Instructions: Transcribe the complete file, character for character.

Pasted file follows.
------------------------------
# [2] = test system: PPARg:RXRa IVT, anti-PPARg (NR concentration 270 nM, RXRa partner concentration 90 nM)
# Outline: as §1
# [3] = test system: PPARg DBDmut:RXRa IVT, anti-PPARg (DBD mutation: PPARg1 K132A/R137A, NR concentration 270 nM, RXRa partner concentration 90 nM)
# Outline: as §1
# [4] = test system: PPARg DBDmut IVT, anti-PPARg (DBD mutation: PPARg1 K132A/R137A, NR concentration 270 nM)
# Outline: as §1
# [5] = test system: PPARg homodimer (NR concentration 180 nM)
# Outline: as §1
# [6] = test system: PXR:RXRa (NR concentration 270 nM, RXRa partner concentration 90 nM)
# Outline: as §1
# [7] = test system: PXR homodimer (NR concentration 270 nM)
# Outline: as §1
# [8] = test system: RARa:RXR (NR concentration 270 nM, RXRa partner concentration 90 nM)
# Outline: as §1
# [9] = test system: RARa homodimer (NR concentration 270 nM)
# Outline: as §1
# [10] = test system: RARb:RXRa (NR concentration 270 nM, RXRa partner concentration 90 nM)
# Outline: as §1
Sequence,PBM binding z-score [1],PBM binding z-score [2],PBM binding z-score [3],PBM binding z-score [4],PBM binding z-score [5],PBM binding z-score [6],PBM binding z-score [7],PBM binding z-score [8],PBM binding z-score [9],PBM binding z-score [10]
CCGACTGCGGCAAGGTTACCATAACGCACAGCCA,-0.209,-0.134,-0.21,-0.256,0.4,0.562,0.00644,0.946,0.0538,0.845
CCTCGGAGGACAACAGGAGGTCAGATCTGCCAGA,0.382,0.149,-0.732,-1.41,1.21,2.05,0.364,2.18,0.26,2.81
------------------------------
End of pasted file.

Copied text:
# [2] = test system: PPARg:RXRa IVT, anti-PPARg (NR concentration 270 nM, RXRa partner concentration 90 nM)
# Outline: as §1
# [3] = test system: PPARg DBDmut:RXRa IVT, anti-PPARg (DBD mutation: PPARg1 K132A/R137A, NR concentration 270 nM, RXRa partner concentration 90 nM)
# Outline: as §1
# [4] = test system: PPARg DBDmut IVT, anti-PPARg (DBD mutation: PPARg1 K132A/R137A, NR concentration 270 nM)
# Outline: as §1
# [5] = test system: PPARg homodimer (NR concentration 180 nM)
# Outline: as §1
# [6] = test system: PXR:RXRa (NR concentration 270 nM, RXRa partner concentration 90 nM)
# Outline: as §1
# [7] = test system: PXR homodimer (NR concentration 270 nM)
# Outline: as §1
# [8] = test system: RARa:RXR (NR concentration 270 nM, RXRa partner concentration 90 nM)
# Outline: as §1
# [9] = test system: RARa homodimer (NR concentration 270 nM)
# Outline: as §1
# [10] = test system: RARb:RXRa (NR concentration 270 nM, RXRa partner concentration 90 nM)
# Outline: as §1
Sequence,PBM binding z-score [1],PBM binding z-score [2],PBM binding z-score [3],PBM binding z-score [4],PBM binding z-score [5],PBM binding z-score [6],PBM binding z-score [7],PBM binding z-score [8],PBM binding z-score [9],PBM binding z-score [10]
CCGACTGCGGCAAGGTTACCATAACGCACAGCCA,-0.209,-0.134,-0.21,-0.256,0.4,0.562,0.00644,0.946,0.0538,0.845
CCTCGGAGGACAACAGGAGGTCAGATCTGCCAGA,0.382,0.149,-0.732,-1.41,1.21,2.05,0.364,2.18,0.26,2.81